THERE is madness, then there’s Trump. Since a lot of lyrical indignation has already been expressed about the horrors of a Trump presidency, let me dwell on a comparison here that others have not tried to undertake yet.
Remember George Bush Jr? The insanity that was his presidency may seem like a memory, but the fires he lit are still raging in the Middle East. That’s the kind of damage a madman can do from within the White House. But there are some crucial differences between Bush and Trump which make the latter far more dangerous.
Start with this. Bush was an ideologue whereas Trump is nakedly an egotist. Bush lived the swashbuckling life till 40, boozing to his heart’s content, then became a born-again Christian and switched to a rigorous and disciplined lifestyle.
Trump, on the other hand, is driven by little more than his own urges, rather primal ones at that. He recognises no power greater than himself, and does not consider himself accountable to any moral standard, whether in the conduct of his day-to-day life, or in his larger agenda for the country.
There are some crucial differences between Bush and Trump which make the latter far more dangerous.
All his life he has championed liberal causes like a woman’s right to choose, but then suddenly somewhere around 2012 he began to gravitate towards a pro-life stance, first by saying that late-term abortions should be outlawed, but slowly drifting further and further towards the hardest of anti-choice stances, ultimately getting trapped into saying that a woman deserves punishment for having an abortion.
On issues like guns and race, Trump only began to court the militant right when he felt its power, and the ease with which the words that sought to get their attention came out of his mouth showed he felt no compunction whatsoever in embracing such hard and divisive stances on issues so central to American political life. It wasn’t boldness, it was audacious opportunism. Someone of this makeup can change his mind in a moment and start saying things that are completely contrary, depending on which way the wind is blowing.
This is an important contrast to Bush, whose mind was firmly made up, whose thinking was anchored in his religious beliefs, and who was closely wedded to a conservative social agenda for decades and even campaigned on it.
Second, Bush was very much a creature of the Republican Party whereas Trump has burned the party down to get power. Bush was the compromise candidate in 2000, the safe bet because they couldn’t agree on any of the other nominees.
Once in power, he built his Camelot by bowing individually to each of the factions that the party had fragmented into. So the Christian right got the attorney general (John Ashcroft), the isolationists got the UN representative (John Bolton), the old guard got the secretary of state (Colin Powell), the military contractors got defence (Donald Rumsfeld who sought to privatise large chunks of the armed forces), and Wall Street got treasury (Henry Paulson, after O’Neill and Snow didn’t quite work out) and the neocon faction got the vice president.
Trump, on the other hand, has spoken of Republican Party leaders with staggering disdain when they failed to endorse him. He didn’t seek their confidence, he demanded it and punished them terribly when they wavered. He stands above the party and will not behave as if he owes it anything.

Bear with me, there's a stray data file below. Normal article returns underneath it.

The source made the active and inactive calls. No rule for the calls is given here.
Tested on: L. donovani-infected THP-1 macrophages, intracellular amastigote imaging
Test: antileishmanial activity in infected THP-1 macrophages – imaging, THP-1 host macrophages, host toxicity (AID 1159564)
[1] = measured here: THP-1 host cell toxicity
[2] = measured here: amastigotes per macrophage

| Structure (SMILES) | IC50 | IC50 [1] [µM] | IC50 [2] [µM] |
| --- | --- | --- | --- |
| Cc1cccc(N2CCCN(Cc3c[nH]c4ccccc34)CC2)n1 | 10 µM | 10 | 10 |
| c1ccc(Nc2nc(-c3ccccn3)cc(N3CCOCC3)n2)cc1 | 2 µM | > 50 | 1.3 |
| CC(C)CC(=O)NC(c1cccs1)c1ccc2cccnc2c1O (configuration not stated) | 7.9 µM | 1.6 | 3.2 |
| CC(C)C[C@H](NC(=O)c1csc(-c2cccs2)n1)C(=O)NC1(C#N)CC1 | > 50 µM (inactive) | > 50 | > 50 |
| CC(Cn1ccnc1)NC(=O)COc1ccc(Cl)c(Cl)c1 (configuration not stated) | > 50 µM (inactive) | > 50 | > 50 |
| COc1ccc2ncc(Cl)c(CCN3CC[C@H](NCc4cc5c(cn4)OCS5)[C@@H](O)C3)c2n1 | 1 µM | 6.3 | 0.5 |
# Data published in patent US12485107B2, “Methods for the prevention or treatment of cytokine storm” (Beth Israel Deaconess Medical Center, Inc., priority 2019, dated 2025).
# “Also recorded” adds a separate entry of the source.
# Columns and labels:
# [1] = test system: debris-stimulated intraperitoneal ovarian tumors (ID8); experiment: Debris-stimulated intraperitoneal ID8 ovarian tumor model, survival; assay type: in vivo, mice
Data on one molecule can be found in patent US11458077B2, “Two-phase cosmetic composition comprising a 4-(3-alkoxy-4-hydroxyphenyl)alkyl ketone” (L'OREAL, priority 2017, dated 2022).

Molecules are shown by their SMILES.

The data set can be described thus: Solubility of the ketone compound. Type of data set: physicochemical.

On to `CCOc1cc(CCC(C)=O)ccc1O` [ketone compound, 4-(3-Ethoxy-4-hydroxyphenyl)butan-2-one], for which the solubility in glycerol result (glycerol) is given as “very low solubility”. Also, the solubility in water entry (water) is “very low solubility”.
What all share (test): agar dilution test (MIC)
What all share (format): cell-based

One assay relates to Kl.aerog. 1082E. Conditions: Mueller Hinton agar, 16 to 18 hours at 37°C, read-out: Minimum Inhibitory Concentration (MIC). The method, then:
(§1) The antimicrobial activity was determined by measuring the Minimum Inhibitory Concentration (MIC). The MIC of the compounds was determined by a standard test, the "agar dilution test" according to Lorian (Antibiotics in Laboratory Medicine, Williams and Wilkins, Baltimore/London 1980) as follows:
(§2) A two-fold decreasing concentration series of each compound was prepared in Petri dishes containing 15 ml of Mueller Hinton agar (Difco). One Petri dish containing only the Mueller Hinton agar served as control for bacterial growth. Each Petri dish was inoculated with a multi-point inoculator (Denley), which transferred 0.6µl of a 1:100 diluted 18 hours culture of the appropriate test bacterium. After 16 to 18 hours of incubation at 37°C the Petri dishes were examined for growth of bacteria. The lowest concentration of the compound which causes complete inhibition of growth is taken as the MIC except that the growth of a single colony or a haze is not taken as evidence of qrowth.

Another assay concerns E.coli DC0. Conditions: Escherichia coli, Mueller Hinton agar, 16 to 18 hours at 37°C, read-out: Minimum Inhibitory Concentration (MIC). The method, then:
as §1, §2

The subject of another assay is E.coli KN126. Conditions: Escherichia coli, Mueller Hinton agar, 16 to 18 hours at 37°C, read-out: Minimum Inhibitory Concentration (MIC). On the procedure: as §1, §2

Bush’s idea of dealing with criticism was to ignore it. He read no newspapers, preferring to rely on the counsel of those around him rather than making up his own mind. He surrounded himself by likeminded advisers and his court became profoundly a victim of groupthink.
Trump, on the other hand, bristles at criticism, is keenly tuned to what people are saying about him and actively seeks affirmation in the eyes of others. He cannot deal with it when he does not get this affirmation and responds reflexively to criticism.
Moreover, Bush was largely empty in the upstairs quarter and actively outsourced his thinking and decision-making to others, even as he tried to present himself as “decider-in-chief”. The decision to invade Iraq, for example, was not his but that of his brand of neocon advisers, led by Dick Cheney, who did much of the thinking on foreign affairs, along with Karl Rove who did the thinking on domestic matters.
Trump, on the other hand, outsources nothing, preferring to retain the prerogative for himself. He demands to know what people think of a particular issue, then persecutes those who think differently from him. When he changes his mind, those around him are expected to follow suit. They will never have a say in any decision-making, while his own decisions are rooted in an opportunistic miasma of whim, greed, ambition and other animal instincts.
In short, a Trump presidency is likely to be of an order of magnitude more dangerous than the Bush presidency. It took Bush almost four years to begin to realise that the invasion of Iraq may not have been the best idea, even if he never publicly acknowledged the mistake. He toyed with idea of bombing Iran, possibly with nuclear weapons according to reporting by Seymour Hersh, but never crossed that red line.
He walked out of the Kyoto Protocol and showed disdain for global regimes that served as constraints on American power. But he bowed before the power of the establishment, and oversaw the implementation of the WTO and the strengthening of Nato.
How will Trump, with his erratic mind, whimsical instincts, centralised decision-making around himself, and total disregard for anything — whether facts, reality, consequences, or the opinions of others — that runs against his whims, approach the same issues?
Bush showed us what can happen when the powers of the White House fall in the wrong hands. With Trump though, we have something of an order of magnitude that is far more deadly.
The writer is a member of staff.